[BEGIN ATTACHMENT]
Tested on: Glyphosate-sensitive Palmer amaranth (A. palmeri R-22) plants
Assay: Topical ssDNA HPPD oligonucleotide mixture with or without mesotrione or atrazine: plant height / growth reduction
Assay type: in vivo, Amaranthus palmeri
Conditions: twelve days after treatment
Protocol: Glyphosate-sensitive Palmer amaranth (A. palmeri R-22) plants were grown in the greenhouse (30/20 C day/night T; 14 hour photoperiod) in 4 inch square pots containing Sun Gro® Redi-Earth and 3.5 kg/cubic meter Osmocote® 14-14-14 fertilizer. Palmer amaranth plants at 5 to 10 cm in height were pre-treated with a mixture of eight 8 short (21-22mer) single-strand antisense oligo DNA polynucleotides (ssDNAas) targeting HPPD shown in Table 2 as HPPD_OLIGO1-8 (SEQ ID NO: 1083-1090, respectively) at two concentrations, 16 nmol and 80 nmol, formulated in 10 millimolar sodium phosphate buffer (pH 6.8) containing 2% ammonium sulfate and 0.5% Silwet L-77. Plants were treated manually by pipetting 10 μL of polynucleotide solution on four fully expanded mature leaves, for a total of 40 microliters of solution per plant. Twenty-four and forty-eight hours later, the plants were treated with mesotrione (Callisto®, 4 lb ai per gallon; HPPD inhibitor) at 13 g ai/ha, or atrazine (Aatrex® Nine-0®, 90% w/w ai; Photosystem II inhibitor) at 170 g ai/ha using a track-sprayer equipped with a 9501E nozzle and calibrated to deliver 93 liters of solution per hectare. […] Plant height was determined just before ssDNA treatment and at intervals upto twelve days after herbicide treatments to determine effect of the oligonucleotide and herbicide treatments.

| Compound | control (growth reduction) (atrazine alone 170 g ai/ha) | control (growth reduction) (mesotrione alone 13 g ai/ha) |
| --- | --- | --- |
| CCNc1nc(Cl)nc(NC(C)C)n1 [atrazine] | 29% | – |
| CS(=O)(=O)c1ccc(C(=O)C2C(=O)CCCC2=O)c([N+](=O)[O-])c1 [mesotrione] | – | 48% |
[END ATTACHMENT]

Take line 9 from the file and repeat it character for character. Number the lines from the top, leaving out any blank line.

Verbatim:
| CS(=O)(=O)c1ccc(C(=O)C2C(=O)CCCC2=O)c([N+](=O)[O-])c1 [mesotrione] | – | 48% |